NADD Bulletin Volume XII Number 3 Article 1

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Working with Families:  Essential Skills Every Professional and Manager Should Know!

J. Dale Munro, MSW, RSW, FAAIDD,Regional Support Associates

 

Introduction

Clinicians, front-line professionals, and agency managers (hereafter referred to as "professionals") usually come into contact with families of people with disabilities on a regular basis.  Yet, effective family-work methods may be the most neglected area of training for most professionals in our field!  Assisting professionals to successfully develop the skills to work well with families can make the difference between tremendous progress, or failure in properly supporting a person with a developmental disability.  In fact, even well-developed individual treatment programs can be rendered useless if the family stands in the way.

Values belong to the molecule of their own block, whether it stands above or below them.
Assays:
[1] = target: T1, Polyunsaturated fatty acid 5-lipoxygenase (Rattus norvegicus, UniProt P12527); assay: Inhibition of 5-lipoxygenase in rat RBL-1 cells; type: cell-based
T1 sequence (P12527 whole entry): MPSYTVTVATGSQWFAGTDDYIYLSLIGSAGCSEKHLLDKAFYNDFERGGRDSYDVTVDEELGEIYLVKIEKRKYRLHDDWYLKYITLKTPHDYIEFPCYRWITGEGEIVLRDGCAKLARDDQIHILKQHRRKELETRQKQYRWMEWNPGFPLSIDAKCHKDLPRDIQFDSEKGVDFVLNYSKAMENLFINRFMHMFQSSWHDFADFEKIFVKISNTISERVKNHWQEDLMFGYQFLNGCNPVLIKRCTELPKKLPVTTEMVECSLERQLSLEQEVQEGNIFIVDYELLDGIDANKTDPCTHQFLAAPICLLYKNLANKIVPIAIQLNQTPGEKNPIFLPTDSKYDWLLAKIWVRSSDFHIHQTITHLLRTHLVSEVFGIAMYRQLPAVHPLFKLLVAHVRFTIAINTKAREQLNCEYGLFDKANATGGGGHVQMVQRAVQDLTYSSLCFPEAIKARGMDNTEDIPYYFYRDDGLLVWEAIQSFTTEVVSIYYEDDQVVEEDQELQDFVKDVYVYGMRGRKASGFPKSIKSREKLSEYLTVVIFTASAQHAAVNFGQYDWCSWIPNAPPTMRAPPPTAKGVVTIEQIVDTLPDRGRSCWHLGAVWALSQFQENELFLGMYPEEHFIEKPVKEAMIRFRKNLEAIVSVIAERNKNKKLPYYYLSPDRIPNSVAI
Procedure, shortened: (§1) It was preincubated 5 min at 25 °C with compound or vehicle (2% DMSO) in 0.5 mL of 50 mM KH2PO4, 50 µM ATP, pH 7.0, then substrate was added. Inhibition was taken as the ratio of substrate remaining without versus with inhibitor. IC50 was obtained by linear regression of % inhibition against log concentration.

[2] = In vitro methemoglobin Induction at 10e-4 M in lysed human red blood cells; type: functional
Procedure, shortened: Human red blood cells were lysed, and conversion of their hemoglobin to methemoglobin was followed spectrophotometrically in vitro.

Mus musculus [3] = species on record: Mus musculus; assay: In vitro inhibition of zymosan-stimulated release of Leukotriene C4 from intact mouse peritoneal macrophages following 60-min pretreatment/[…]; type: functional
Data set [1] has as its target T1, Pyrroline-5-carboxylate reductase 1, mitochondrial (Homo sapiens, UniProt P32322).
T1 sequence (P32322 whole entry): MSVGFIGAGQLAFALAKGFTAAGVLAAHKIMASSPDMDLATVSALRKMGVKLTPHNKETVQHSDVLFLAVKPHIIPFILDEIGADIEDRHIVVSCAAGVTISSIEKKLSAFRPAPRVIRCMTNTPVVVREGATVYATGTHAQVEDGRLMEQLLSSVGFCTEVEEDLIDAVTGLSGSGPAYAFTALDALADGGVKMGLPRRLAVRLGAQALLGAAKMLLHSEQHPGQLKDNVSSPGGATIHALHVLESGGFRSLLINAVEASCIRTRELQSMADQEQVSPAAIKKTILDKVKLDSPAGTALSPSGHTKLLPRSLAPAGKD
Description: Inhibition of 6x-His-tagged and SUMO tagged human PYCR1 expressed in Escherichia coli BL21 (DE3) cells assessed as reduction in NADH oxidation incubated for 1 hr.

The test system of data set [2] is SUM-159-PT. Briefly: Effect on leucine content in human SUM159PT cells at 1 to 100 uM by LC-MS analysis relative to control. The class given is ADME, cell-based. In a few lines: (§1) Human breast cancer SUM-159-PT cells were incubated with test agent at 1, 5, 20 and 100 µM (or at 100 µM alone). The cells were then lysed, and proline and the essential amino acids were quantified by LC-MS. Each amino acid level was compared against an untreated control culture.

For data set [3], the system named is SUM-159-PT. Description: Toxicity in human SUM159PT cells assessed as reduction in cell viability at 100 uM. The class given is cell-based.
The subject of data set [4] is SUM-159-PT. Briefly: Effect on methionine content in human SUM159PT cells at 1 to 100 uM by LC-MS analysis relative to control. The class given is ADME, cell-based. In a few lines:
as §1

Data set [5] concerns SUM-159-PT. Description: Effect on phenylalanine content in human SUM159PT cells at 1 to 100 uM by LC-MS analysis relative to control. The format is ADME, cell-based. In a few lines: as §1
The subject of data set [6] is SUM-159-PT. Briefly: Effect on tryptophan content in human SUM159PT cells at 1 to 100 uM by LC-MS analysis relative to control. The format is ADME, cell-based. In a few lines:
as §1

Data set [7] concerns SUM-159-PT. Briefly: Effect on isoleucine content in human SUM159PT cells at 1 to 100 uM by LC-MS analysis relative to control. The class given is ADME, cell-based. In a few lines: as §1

As much as we might hate to admit it, some of the most challenging behavior professionals ever face may not be from people with developmental disabilities - but from their families! (Munro, 2007)  A question professionals must ask themselves is:  "When a family is really struggling, or upset with you or your agency, what tools do you have in your tool-kit?"  Training professionals and organizations to work more effectively with families can ultimately improve the quality of life and treatment potential of people with developmental disabilities; and can contribute, in an general sense, to strengthened agency and social support networks.